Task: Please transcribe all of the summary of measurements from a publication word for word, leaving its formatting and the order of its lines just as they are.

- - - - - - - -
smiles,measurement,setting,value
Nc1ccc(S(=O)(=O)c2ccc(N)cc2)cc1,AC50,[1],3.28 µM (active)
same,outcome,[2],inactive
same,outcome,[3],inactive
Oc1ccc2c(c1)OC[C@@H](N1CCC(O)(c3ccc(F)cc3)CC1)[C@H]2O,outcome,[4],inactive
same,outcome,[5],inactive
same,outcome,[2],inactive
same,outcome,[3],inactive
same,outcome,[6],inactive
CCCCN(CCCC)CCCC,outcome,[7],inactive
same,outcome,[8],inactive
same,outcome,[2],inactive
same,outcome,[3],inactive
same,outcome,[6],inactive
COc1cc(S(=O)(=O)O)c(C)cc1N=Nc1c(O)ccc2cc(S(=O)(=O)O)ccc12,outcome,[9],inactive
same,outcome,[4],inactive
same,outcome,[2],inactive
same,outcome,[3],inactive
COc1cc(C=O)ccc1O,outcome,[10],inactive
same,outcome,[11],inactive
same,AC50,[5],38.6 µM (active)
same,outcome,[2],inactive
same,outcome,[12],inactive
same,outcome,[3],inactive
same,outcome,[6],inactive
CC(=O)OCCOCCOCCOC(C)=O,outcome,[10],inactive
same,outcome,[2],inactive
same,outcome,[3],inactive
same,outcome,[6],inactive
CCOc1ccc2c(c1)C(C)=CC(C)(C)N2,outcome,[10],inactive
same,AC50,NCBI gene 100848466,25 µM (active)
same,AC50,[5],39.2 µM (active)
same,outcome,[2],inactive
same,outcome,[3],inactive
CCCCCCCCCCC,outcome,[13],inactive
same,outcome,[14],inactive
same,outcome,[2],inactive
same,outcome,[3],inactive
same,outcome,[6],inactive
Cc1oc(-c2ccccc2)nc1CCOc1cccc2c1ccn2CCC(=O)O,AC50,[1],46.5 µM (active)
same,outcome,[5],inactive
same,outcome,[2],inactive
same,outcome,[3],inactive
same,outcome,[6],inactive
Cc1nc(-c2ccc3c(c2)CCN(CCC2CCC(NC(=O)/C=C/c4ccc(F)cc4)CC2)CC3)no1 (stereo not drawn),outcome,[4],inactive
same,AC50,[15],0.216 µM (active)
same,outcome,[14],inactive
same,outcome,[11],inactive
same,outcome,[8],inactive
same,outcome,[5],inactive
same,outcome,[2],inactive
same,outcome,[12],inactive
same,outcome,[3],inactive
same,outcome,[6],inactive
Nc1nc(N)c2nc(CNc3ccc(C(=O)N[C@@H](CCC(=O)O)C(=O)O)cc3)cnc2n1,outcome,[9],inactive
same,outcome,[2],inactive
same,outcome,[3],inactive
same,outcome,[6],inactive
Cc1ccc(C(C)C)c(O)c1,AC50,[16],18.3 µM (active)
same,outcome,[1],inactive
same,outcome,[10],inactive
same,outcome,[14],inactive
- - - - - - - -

smiles,measurement,setting,value
Nc1ccc(S(=O)(=O)c2ccc(N)cc2)cc1,AC50,[1],3.28 µM (active)
same,outcome,[2],inactive
same,outcome,[3],inactive
Oc1ccc2c(c1)OC[C@@H](N1CCC(O)(c3ccc(F)cc3)CC1)[C@H]2O,outcome,[4],inactive
same,outcome,[5],inactive
same,outcome,[2],inactive
same,outcome,[3],inactive
same,outcome,[6],inactive
CCCCN(CCCC)CCCC,outcome,[7],inactive
same,outcome,[8],inactive
same,outcome,[2],inactive
same,outcome,[3],inactive
same,outcome,[6],inactive
COc1cc(S(=O)(=O)O)c(C)cc1N=Nc1c(O)ccc2cc(S(=O)(=O)O)ccc12,outcome,[9],inactive
same,outcome,[4],inactive
same,outcome,[2],inactive
same,outcome,[3],inactive
COc1cc(C=O)ccc1O,outcome,[10],inactive
same,outcome,[11],inactive
same,AC50,[5],38.6 µM (active)
same,outcome,[2],inactive
same,outcome,[12],inactive
same,outcome,[3],inactive
same,outcome,[6],inactive
CC(=O)OCCOCCOCCOC(C)=O,outcome,[10],inactive
same,outcome,[2],inactive
same,outcome,[3],inactive
same,outcome,[6],inactive
CCOc1ccc2c(c1)C(C)=CC(C)(C)N2,outcome,[10],inactive
same,AC50,NCBI gene 100848466,25 µM (active)
same,AC50,[5],39.2 µM (active)
same,outcome,[2],inactive
same,outcome,[3],inactive
CCCCCCCCCCC,outcome,[13],inactive
same,outcome,[14],inactive
same,outcome,[2],inactive
same,outcome,[3],inactive
same,outcome,[6],inactive
Cc1oc(-c2ccccc2)nc1CCOc1cccc2c1ccn2CCC(=O)O,AC50,[1],46.5 µM (active)
same,outcome,[5],inactive
same,outcome,[2],inactive
same,outcome,[3],inactive
same,outcome,[6],inactive
Cc1nc(-c2ccc3c(c2)CCN(CCC2CCC(NC(=O)/C=C/c4ccc(F)cc4)CC2)CC3)no1 (stereo not drawn),outcome,[4],inactive
same,AC50,[15],0.216 µM (active)
same,outcome,[14],inactive
same,outcome,[11],inactive
same,outcome,[8],inactive
same,outcome,[5],inactive
same,outcome,[2],inactive
same,outcome,[12],inactive
same,outcome,[3],inactive
same,outcome,[6],inactive
Nc1nc(N)c2nc(CNc3ccc(C(=O)N[C@@H](CCC(=O)O)C(=O)O)cc3)cnc2n1,outcome,[9],inactive
same,outcome,[2],inactive
same,outcome,[3],inactive
same,outcome,[6],inactive
Cc1ccc(C(C)C)c(O)c1,AC50,[16],18.3 µM (active)
same,outcome,[1],inactive
same,outcome,[10],inactive
same,outcome,[14],inactive